Remembering Bob Haggart

Bassist Bob Haggart (1914 -1998) was a remarkable person in many ways. He’s known to most as a string bassist. But he was also a composer and talented artist.

He was guest bassist for the three Pensacola Jazz Parties 1989-1991 and at the 1991 event, trumpeter Yank Lawson also attended. Lawson had been a colleague with him in the Lawson-Haggart Jazz Band and also, they led the World’s Greatest Jazz Band from 1968-1998.

Haggart was best known for two compositions, Big Noise from “Winnetka” and the ballad What’s New?

Photo by Norman Vickers

But I should also mention Haggart’s tune My Inspiration and his co-composition also with drummer Ray Baduc, South Rampart Street Parade.

Bob’s artistic talents can be seen on several record covers. When he’d go to a recording session, during the lag times, he’d sketch scenes from the session. These have been featured on record covers, especially LPs since there was adequate room to show artwork. Haggart also was a painter, like vocalist Tony Bennett. I was told that his art frequently won prizes in art exhibits.

Photo by Norman Vickers

The story I heard about the spontaneous composition by Haggart and Baduc came about when they were entertaining a group from Winnetka. Baduc was a talented New Orleans drummer and the spontaneous bass and drum composition included Haggart whistling through his teeth and Baduc taking part of his solo by beating on the bass strings while Haggart did left handed fingering of bass strings to provide the melody. This tune became so popular that emerging string bassists were almost required to add this piece to the jazz bassist repertoire.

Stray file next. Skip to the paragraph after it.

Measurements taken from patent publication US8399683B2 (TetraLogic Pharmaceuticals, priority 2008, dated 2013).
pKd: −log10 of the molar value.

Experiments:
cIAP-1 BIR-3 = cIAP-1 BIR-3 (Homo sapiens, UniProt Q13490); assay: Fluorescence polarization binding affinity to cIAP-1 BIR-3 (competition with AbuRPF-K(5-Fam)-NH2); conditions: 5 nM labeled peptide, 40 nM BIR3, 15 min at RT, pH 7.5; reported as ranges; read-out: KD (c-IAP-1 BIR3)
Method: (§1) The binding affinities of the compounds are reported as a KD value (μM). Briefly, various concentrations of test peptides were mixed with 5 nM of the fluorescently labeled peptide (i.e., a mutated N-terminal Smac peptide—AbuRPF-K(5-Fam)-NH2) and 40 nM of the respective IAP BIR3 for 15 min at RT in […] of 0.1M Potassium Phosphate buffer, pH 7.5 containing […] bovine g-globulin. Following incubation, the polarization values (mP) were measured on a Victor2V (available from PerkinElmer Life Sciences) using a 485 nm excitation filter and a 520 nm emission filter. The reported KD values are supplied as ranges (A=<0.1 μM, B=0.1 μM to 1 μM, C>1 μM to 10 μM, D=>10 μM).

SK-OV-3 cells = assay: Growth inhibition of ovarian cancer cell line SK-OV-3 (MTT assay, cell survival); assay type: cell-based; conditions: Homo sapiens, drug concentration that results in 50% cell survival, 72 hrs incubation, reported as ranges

Photo by Norman Vickers

The second composition that requires mention is Haggart’s 1939 ballad, What’s New? with lyrics by Johnny Burke. I was at an Arbors Jazz Party in the ‘90s and Roger Kellaway was playing solo piano on stage. He played a very angular and dissonant arrangement of Haggart’s ballad. I happened to be standing next to Haggart and asked him if he was pained to hear his lovely tune stretched and distorted to this degree. His reply, “No it doesn’t bother me. There was one man who made tape recordings of arrangements of What’s New and sent them to me. It filled up two cassettes. I don’t know why anybody would want to do that.”

Thanks Bob, wherever you are in the hereafter. Thanks for enriching our lives!

Arbors Records has a CD entitled “Piano Giants at Bob Haggart’s 80th Birthday Party.”

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